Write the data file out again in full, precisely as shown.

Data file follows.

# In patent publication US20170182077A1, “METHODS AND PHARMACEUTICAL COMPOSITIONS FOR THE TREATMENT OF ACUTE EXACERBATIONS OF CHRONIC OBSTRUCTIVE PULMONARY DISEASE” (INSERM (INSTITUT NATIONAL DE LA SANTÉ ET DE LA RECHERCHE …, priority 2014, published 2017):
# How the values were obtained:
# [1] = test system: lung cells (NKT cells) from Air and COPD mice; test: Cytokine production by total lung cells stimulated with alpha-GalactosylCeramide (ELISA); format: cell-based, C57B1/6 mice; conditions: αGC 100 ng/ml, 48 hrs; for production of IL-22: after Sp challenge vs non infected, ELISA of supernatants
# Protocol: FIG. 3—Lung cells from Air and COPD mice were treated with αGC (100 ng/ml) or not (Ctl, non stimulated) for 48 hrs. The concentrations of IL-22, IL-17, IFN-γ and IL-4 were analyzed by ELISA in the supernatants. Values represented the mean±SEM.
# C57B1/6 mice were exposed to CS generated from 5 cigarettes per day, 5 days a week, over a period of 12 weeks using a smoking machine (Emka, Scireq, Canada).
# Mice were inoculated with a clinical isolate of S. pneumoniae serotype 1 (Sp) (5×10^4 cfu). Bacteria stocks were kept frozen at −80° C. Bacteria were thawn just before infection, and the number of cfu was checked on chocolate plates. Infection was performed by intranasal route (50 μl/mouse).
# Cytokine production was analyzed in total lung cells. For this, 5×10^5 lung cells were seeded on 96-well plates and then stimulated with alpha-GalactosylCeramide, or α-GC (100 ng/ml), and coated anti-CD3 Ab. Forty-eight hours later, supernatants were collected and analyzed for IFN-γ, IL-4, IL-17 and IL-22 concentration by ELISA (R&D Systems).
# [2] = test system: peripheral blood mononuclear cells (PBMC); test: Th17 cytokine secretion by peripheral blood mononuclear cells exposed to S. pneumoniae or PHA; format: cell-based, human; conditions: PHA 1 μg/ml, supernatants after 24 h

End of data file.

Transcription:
# In patent publication US20170182077A1, “METHODS AND PHARMACEUTICAL COMPOSITIONS FOR THE TREATMENT OF ACUTE EXACERBATIONS OF CHRONIC OBSTRUCTIVE PULMONARY DISEASE” (INSERM (INSTITUT NATIONAL DE LA SANTÉ ET DE LA RECHERCHE …, priority 2014, published 2017):
# How the values were obtained:
# [1] = test system: lung cells (NKT cells) from Air and COPD mice; test: Cytokine production by total lung cells stimulated with alpha-GalactosylCeramide (ELISA); format: cell-based, C57B1/6 mice; conditions: αGC 100 ng/ml, 48 hrs; for production of IL-22: after Sp challenge vs non infected, ELISA of supernatants
# Protocol: FIG. 3—Lung cells from Air and COPD mice were treated with αGC (100 ng/ml) or not (Ctl, non stimulated) for 48 hrs. The concentrations of IL-22, IL-17, IFN-γ and IL-4 were analyzed by ELISA in the supernatants. Values represented the mean±SEM.
# C57B1/6 mice were exposed to CS generated from 5 cigarettes per day, 5 days a week, over a period of 12 weeks using a smoking machine (Emka, Scireq, Canada).
# Mice were inoculated with a clinical isolate of S. pneumoniae serotype 1 (Sp) (5×10^4 cfu). Bacteria stocks were kept frozen at −80° C. Bacteria were thawn just before infection, and the number of cfu was checked on chocolate plates. Infection was performed by intranasal route (50 μl/mouse).
# Cytokine production was analyzed in total lung cells. For this, 5×10^5 lung cells were seeded on 96-well plates and then stimulated with alpha-GalactosylCeramide, or α-GC (100 ng/ml), and coated anti-CD3 Ab. Forty-eight hours later, supernatants were collected and analyzed for IFN-γ, IL-4, IL-17 and IL-22 concentration by ELISA (R&D Systems).
# [2] = test system: peripheral blood mononuclear cells (PBMC); test: Th17 cytokine secretion by peripheral blood mononuclear cells exposed to S. pneumoniae or PHA; format: cell-based, human; conditions: PHA 1 μg/ml, supernatants after 24 h